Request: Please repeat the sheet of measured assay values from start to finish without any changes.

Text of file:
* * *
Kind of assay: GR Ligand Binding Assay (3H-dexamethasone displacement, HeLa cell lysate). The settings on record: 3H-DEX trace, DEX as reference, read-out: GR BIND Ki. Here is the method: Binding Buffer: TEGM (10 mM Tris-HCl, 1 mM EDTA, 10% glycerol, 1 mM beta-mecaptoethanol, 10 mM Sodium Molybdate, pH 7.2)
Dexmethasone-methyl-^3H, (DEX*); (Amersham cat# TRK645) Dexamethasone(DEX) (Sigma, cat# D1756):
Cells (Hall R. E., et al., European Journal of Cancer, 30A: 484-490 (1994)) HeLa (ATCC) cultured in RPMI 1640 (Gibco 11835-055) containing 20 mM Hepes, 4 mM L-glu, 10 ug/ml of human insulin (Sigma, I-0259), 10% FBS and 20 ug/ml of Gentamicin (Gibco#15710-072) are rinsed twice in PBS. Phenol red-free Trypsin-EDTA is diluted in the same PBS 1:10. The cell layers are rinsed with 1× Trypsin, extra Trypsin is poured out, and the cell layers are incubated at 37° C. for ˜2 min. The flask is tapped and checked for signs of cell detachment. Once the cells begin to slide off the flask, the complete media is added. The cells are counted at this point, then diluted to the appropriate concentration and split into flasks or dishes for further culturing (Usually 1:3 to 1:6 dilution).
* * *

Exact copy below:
Kind of assay: GR Ligand Binding Assay (3H-dexamethasone displacement, HeLa cell lysate). The settings on record: 3H-DEX trace, DEX as reference, read-out: GR BIND Ki. Here is the method: Binding Buffer: TEGM (10 mM Tris-HCl, 1 mM EDTA, 10% glycerol, 1 mM beta-mecaptoethanol, 10 mM Sodium Molybdate, pH 7.2)
Dexmethasone-methyl-^3H, (DEX*); (Amersham cat# TRK645) Dexamethasone(DEX) (Sigma, cat# D1756):
Cells (Hall R. E., et al., European Journal of Cancer, 30A: 484-490 (1994)) HeLa (ATCC) cultured in RPMI 1640 (Gibco 11835-055) containing 20 mM Hepes, 4 mM L-glu, 10 ug/ml of human insulin (Sigma, I-0259), 10% FBS and 20 ug/ml of Gentamicin (Gibco#15710-072) are rinsed twice in PBS. Phenol red-free Trypsin-EDTA is diluted in the same PBS 1:10. The cell layers are rinsed with 1× Trypsin, extra Trypsin is poured out, and the cell layers are incubated at 37° C. for ˜2 min. The flask is tapped and checked for signs of cell detachment. Once the cells begin to slide off the flask, the complete media is added. The cells are counted at this point, then diluted to the appropriate concentration and split into flasks or dishes for further culturing (Usually 1:3 to 1:6 dilution).